S&P: merger trend to go into 2016
A boom in mergers and buyups in the reinsurance industry is set to continue into next year.
Ratings agency Standard & Poor's said that companies would continue to combine to prow business and demands for greater scale from clients.
A report by Standard & Poor's said: “Because organic growth is hard to come by, mergers and acquisitions is a natural strategic option for top-line growth and excess capital deployment.”
It added: “Global reinsurers have seen the future and it requires greater scale and diversification for them to remain relevant.
“We expect reinsurance mergers and acquisitions momentum to continue for the rest of 2015 and into 2016 as the remaining small and midsize reinsurers race to find consolidation partners.”
The report said: “This trend confirms the challenges that global reinsurers' management teams face in the current soft market, including an ongoing downtrend in pricing and underwriting conditions exacerbated by an influx of third-party capital that poses an additional threat to traditional reinsurance players.
“Against this backdrop, reinsurers are increasingly seeking merger and acquisition transactions to alleviate some competitive market pressure and achieve profitable growth, cost savings and capital efficiencies.”
But the report added: “We believe that competitive pressures will remain elevated in reinsurance for the next 12 to 24 months and we don't see the recent spate of consolidation as a panacea to alleviate that burden.
“in fact we believe the trend towards greater scale highlights how hard it will be for management teams to defend their market positions.
“Few of these competitive pressures will abate as long as capital remains at or near all time highs.”
Standard & Poor's said that clients were increasingly looking for reinsurers that can offer large capacity access across national borders and with the expertise to write tailored products.
The report added: “We expect further consolidation in the market as smaller reinsurers are squeezed more than globally diversified groups and look to gain scale to compete. The industry is undergoing a reconfiguration that will result in fewer but larger reinsurers.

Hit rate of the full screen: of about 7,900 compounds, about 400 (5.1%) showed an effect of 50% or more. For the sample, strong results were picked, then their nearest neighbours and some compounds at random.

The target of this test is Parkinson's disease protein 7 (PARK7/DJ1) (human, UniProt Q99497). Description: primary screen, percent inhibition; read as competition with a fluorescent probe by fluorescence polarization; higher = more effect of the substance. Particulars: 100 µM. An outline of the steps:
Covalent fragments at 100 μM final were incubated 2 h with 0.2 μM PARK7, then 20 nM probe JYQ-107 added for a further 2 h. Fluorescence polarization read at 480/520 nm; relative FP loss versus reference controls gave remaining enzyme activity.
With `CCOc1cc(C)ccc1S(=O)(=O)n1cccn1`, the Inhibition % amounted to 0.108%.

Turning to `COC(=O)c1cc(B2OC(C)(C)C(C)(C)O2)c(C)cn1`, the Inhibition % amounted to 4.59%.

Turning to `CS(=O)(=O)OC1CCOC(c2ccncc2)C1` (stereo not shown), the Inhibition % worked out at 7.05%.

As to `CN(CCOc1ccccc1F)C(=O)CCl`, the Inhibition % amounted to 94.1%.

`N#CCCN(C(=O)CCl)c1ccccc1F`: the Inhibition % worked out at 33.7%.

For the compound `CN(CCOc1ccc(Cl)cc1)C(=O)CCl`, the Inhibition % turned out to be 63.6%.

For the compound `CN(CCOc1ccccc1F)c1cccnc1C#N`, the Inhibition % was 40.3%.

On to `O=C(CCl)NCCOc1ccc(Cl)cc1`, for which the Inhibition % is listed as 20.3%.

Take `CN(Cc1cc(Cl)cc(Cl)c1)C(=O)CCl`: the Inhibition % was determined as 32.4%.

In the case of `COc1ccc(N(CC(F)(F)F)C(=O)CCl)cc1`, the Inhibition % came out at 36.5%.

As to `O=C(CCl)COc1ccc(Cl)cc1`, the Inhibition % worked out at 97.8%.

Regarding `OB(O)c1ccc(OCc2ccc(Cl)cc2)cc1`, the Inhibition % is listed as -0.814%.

“The path to that result is strewn with challenges in executing and integrating new transactions, growing into new capital bases and competing against a different set of peers.
“Profitability and capital preservation will be difficult to achieve as pricing declines continue and investment yields are slow to rise.”
And the report predicted: “We foresee another competitive and difficult year for the reinsurance sector.
“It is unlikely that we will see profitability return to the strong levels of the past five years, that pricing will improve enough to turn the market across the board or that competition will subside.
“In the meantime, for reinsurers, there seems to be a Darwinian concept at work, as only those strong enough to adapt or evolve will survive.”
And Standard & Poor's said the business model pioneered by Warren Buffett's Berkshire Hathaway was being used by investment holding companies, which acquire insurers and reinsurers with strong capital flows that end up with the parent company for further investment.
It added: “The Berkshire Hathaway model is hard to duplicate and it is becoming a crowded trade in an already saturated reinsurance market.
“We expect more similar deals to come to the market during the next 12 months which will likely continue to put pressure on reinsurance pricing given these holding companies' lower cost of capital relative to stand-alone publicly traded reinsurers.”